Pandemic exacerbates educational inequities

Leyla Fern King

By Leyla Fern King

In August 2018, I began a yearlong program called the High School Leadership Program at Cultural Leadership, an organization that focuses on understanding cultural differences and injustices through Jewish and African American lenses. 

Over the course of my year in the program, we learned about African American and Jewish alliances throughout history and how many Jewish communities have committed themselves to activism. I was lucky to learn about this history through Cultural Leadership in a year unmarked by disease.

My time with Cultural Leadership has taught me to always consider the effects of large issues on marginalized communities. When St. Louis initiated a stay-at-home order March 23, a lot of things changed. Nonessential businesses were forced to close, and we were all told to stay inside our homes. Many professionals began conducting online meetings, while others lost their jobs. With all of these things changing, and changing quickly, I have noticed one thing remaining the same: The coronavirus pandemic’s negative effect on marginalized communities and, especially, marginalized students.

Because of classes moving online, it has become essential for a student to have access to the internet. Without internet access, it is nearly impossible to complete assigned work and attend virtual classes.

According to a survey conducted by the National Telecommunications and Information Administration (NITA) in 2017, 14% of school-age children in the United States do not have internet access. Of these students, 60% came from families with household incomes under $50,000 per year. In contrast, 92% of students from households with family incomes of at least $100,000 per year had internet access. Black and Hispanic children were also more likely to lack internet access than their white and Asian American peers. 

The most troubling part of the survey is that it took into account only how many students have internet service at home; it did not account for how many students have access to a computer. With computers costing hundreds and up to thousands of dollars, low-income students are at a further disadvantage.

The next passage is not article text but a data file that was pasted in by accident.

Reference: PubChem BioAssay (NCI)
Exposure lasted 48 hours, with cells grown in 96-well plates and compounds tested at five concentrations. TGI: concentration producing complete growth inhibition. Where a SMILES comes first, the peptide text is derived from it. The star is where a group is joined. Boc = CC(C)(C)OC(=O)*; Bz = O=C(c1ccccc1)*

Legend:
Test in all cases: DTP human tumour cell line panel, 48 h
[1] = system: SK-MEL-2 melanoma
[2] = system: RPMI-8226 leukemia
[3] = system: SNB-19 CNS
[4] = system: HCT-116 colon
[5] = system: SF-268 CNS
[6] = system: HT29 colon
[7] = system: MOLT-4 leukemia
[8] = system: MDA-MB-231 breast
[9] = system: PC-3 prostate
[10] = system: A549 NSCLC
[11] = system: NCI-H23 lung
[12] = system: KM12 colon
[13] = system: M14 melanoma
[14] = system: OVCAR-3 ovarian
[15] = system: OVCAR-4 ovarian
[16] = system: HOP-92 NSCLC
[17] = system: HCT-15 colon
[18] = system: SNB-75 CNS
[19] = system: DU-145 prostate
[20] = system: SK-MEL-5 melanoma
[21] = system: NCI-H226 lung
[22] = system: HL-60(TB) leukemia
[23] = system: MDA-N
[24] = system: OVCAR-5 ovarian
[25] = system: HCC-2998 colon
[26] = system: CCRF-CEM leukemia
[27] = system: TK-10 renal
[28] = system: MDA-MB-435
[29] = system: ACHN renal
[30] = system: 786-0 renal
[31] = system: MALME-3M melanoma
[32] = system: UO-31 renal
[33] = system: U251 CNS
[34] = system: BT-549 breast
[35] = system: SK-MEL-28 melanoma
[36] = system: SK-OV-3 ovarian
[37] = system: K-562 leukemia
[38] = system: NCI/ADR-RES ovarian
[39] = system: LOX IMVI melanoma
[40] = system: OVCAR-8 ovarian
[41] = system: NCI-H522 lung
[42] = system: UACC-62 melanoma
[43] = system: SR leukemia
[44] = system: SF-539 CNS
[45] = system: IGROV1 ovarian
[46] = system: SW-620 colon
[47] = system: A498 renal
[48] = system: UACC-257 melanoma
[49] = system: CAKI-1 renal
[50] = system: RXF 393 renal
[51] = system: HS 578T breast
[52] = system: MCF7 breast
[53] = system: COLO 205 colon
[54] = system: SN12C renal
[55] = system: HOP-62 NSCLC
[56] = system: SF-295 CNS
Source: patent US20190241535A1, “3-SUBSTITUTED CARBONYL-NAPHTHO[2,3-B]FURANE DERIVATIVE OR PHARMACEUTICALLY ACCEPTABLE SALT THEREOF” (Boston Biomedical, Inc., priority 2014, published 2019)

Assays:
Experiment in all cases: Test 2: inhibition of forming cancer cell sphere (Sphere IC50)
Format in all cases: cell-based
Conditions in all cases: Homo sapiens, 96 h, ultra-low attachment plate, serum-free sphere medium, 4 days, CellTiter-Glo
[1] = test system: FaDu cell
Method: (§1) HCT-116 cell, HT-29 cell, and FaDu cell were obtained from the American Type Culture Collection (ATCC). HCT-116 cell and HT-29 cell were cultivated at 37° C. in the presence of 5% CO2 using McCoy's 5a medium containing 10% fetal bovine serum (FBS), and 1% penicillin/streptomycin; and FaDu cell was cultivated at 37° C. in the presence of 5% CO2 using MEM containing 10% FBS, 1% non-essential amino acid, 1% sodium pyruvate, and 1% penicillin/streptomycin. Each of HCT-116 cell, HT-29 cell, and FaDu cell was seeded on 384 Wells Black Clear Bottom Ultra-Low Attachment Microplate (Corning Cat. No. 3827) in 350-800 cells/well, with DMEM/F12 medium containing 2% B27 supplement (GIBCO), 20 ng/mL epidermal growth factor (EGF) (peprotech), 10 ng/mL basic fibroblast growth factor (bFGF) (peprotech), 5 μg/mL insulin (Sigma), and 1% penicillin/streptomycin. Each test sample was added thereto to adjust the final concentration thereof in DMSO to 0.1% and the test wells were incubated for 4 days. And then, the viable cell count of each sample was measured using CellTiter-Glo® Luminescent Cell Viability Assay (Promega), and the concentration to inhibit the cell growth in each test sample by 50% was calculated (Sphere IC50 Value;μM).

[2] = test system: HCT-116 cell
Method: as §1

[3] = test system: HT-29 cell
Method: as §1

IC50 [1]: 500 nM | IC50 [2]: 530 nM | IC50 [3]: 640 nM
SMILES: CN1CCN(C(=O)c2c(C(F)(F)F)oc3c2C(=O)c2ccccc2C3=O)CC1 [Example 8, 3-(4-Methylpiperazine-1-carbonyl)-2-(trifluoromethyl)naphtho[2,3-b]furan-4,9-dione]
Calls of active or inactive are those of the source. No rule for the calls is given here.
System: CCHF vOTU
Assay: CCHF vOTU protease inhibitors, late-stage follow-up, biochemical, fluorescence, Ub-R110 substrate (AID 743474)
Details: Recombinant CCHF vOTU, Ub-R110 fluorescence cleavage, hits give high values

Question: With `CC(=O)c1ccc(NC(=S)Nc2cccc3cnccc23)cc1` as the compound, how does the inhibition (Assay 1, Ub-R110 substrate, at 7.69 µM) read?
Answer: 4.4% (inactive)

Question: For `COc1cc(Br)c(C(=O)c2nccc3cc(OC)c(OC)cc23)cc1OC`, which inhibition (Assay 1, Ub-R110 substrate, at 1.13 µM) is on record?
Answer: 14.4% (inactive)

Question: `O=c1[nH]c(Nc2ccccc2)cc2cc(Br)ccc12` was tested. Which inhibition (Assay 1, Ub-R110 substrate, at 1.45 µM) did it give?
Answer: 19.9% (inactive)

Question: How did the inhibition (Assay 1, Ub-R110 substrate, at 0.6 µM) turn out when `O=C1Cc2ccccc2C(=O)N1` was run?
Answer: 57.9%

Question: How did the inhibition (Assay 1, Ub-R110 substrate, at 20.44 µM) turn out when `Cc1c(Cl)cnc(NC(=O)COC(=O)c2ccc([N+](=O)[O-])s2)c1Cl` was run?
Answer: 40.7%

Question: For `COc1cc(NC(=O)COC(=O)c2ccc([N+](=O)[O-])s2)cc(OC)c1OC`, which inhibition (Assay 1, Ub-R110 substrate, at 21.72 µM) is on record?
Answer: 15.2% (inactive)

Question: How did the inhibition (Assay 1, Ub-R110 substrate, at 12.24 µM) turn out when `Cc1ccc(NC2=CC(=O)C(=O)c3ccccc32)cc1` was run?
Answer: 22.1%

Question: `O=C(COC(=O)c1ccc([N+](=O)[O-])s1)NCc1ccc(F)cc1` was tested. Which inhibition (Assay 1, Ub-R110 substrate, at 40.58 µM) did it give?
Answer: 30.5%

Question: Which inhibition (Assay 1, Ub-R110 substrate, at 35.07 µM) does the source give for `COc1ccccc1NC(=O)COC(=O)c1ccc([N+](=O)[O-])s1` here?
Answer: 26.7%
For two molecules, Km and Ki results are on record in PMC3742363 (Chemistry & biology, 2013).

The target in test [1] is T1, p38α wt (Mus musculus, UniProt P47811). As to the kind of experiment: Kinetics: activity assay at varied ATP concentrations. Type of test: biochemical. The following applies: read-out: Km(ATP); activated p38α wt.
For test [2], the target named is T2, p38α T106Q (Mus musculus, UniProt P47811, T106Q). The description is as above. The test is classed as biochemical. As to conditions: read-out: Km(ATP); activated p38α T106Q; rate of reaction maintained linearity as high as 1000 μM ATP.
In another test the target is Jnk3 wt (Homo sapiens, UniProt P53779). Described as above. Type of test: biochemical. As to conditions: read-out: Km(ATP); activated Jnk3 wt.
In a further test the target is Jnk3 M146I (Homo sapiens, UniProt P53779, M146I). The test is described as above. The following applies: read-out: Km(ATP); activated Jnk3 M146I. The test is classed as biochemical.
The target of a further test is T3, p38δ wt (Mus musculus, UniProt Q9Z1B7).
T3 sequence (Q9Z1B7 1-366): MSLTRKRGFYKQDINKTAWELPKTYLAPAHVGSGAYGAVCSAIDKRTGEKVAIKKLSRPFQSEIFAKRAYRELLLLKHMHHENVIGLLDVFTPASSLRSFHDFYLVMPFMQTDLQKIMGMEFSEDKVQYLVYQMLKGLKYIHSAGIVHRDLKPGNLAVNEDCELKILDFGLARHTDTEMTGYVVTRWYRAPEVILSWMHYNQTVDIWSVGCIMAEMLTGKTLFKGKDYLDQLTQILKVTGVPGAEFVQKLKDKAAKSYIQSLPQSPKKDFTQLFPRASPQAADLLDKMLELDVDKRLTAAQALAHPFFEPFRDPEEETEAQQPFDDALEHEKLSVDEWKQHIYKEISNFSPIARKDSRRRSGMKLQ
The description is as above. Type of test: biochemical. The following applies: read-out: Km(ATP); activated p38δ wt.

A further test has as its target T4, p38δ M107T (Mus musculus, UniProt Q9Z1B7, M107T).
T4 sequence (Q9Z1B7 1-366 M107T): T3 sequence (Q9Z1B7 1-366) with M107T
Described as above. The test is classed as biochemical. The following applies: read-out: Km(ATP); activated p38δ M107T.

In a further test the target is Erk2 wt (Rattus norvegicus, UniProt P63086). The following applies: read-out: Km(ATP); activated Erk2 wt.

Because virtual learning is for now the only possible route of education, it puts additional stress on low-income households, a population largely consisting of people of color. In 2017, the U.S. Bureau of Labor Statistics reported that blacks and Hispanics were twice as likely to live in poverty than whites.

With low-income families of color disproportionately affected by the pandemic, it is important to me to constantly remind myself of how privileged I am. Both of my parents still have their jobs and have fluidly switched from driving to work every day to working from home. I have access to a personal laptop, and I have a secure roof over my head. In light of this pandemic, these are not things to take for granted.

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Many people across St. Louis and the country are struggling to stay afloat.I am grateful to live the life I lead, and I feel duty-bound to advocate for marginalized communities facing injustice. I draw upon my Cultural Leadership training to actively involve others in speaking out against injustice and hope that those in positions of privilege use their voices to advocate for those who may be unable to speak for themselves. 

Leyla Fern King is a junior at John Burroughs School and a member of Ascension Catholic Church. Leyla is an alum of Cultural Leadership’s High School Leadership Program, Class 14. 

APPLY FOR CULTURAL LEADERSHIP: Applications are open for Cultural Leadership’s 2020- 2021 High School Leadership cohort at culturalleadership.org. High school freshmen and sophomores may apply.

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